Japan's Sony, Sharp see brighter future as yen slides

Aug 01, 2013
Tadato Kimura displays the Xperia Z ultra waterproof smartphone in New Delhi on July 30. Japan's electronics giants Sony and Sharp on Thursday indicated better times ahead after announcing improved quarterly results thanks to an overhaul of their businesses and a weaker yen.

Japan's electronics giants Sony and Sharp on Thursday indicated better times ahead after announcing improved quarterly results thanks to an overhaul of their businesses and a weaker yen.

Sony said it had swung back to a of $35 million for the April-June quarter, reversing a year-earlier loss as it boosted its annual sales forecast. It also saw a small in its dented .

And Sharp served up some rare good news, saying it had shrunk its net loss between April and June, while returning to the black at the operating level. Last year the firm warned it may go out of business as it scrambled to secure crucial while offering its Osaka headquarters as collateral.

In the latest quarter, the maker of Aquos-brand electronics reported a net loss of 17.98 billion ($183 million) in its fiscal first quarter, well down from a 138.4 billion yen shortfall a year earlier.

Thursday's upbeat results come a day after rival Panasonic booked 66.3 percent surge in operating profit, pointing to the impact of cost-cutting and the fall in the yen. An accounting change tied to its , however, helped its net profit jump more than seven-fold to $1.1 billion.

The earnings will be a welcome relief for Japan's electronics giants, which have been undergoing painful restructuring aimed at stemming years of record losses largely tied to their struggling electronics units.

The sector has faced serious challenges keeping up in the low-margin telephone business while foreign rivals including Apple and South Korea's Samsung have blown past them in the lucrative sector.

Women show (left to right) Sharp', Sony, Samsung and Fujitsu phones in Tokyo on May 15. Sharp served up some rare good news, saying it had shrunk its net loss between April and June, while returning to the black at the operating level, after warning last year it may go out of business as it scrambled to secure crucial bank loans while offering its Osaka headquarters as collateral.

On Thursday, Sony said finances in its perennially struggling television unit were getting better while crediting strong domestic demand for its Xperia-brand smartphones, a day after rival NEC pulled out of the smartphone business owing to tepid demand.

Sony pointed to a "significant improvement in the mobile products and communications segment, reflecting strong smartphone sales, and significantly higher operating income in the financial services segment, as well as the favourable impact of foreign exchange rates".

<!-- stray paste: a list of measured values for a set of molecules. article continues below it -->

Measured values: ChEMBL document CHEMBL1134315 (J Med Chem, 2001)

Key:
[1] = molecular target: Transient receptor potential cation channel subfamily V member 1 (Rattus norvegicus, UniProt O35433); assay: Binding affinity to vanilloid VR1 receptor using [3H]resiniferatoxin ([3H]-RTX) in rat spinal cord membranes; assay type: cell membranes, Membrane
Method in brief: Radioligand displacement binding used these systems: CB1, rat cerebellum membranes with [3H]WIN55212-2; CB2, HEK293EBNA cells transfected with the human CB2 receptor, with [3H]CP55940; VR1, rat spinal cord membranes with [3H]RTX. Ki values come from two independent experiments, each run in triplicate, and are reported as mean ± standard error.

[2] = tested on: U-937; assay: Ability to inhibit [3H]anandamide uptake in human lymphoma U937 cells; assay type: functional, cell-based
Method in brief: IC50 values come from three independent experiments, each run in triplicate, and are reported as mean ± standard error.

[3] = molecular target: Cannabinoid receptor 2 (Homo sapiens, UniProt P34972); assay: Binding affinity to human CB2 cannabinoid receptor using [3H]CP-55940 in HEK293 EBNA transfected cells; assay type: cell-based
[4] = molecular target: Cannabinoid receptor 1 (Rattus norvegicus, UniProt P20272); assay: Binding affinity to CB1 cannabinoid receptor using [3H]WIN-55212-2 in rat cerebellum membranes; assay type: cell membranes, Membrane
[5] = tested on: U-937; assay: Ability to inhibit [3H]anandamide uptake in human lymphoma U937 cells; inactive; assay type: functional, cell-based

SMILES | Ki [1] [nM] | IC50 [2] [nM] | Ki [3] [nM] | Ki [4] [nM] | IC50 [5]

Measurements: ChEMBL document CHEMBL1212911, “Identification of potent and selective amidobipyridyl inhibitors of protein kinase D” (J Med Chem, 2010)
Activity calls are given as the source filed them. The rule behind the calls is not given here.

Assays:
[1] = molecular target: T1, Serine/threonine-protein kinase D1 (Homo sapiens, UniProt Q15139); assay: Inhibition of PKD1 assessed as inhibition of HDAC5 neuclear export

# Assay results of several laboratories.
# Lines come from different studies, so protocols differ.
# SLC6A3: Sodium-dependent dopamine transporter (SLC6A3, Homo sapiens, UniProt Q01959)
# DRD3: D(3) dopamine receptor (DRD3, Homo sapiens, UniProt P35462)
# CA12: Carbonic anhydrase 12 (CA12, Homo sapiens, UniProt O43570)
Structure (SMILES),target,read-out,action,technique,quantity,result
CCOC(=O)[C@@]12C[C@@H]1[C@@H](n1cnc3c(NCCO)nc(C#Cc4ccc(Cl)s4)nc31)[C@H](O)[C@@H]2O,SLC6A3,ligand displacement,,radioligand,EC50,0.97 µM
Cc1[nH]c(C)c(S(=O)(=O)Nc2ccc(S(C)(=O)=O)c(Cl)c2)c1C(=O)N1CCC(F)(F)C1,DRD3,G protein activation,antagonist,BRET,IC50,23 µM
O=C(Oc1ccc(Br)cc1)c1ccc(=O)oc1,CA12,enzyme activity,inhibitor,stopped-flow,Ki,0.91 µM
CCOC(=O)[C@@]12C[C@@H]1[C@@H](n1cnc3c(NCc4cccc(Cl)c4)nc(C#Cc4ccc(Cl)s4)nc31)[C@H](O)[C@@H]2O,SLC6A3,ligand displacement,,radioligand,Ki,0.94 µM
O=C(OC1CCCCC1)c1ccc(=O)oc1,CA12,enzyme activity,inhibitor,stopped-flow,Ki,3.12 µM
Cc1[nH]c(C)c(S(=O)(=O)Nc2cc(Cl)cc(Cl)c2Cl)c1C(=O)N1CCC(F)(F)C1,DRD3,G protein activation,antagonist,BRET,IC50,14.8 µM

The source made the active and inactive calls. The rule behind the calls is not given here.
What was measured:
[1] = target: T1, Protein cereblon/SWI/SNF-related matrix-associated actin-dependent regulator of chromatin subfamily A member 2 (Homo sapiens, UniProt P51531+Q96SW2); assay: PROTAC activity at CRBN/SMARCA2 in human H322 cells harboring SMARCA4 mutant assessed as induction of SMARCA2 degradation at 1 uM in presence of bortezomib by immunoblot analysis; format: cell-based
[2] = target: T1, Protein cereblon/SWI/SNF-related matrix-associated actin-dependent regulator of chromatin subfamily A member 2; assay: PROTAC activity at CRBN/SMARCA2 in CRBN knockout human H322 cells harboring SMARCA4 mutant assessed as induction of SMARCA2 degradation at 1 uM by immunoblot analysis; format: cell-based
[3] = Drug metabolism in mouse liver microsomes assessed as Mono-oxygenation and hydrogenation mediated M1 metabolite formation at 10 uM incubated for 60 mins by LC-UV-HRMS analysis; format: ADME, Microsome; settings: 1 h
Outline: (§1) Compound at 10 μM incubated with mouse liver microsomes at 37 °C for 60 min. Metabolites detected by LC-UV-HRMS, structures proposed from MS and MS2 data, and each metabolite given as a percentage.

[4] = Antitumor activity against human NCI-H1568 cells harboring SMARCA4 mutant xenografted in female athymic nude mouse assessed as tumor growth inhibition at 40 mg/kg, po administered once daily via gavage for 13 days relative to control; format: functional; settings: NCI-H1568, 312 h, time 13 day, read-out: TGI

But the maker of Bravia televisions and PlayStation games consoles left its annual profit forecast unchanged at 50 billion yen, citing an "unfavourable outlook" for electronics product sales.

Japanese exporters have been given a much-needed boost since November as the yen has fallen more than 20 percent against the dollar, making them more competitive overseas while inflating the value of repatriated foreign income.

Sony said it racked up a 3.5 billion yen net profit for the fiscal first quarter to June, reversing a net loss of 24.6 billion yen a year earlier, as it lifted its full-year to March 2014 sales target to 7.9 trillion yen, from 7.5 trillion yen.

At the operating level, Sony said its profit in the quarter soared more than five-fold to 36.4 billion yen.

The improving results come after Sony said in May it had booked its first annual net profit in five years, offering a glimmer of hope for the former market leader.

But its jump back into the black was largely due to fluctuations in the value of the yen and gains from a string of asset sales—including unloading its Manhattan office building for more than $1.0 billion.

Sony has said it is mulling a US hedge fund's proposal to spin off part of its profitable entertainment arm, but Japan's leading Nikkei business daily said Thursday that it was likely to reject the deal.

Sharp, meanwhile, said it returned to the black on the operating side, reversing a 94.13 billion yen loss a year before, while sales in the quarter climbed almost 33 percent to 607.91 billion yen.

Sharp credited its improved results to cost cuts and rising sales of products such as smartphones equipped with its prized IGZO screen technology and solar batteries.

The Osaka-based firm left unchanged its full-year forecast, estimating a net profit of 5.0 on sales of 2.7 trillion yen.

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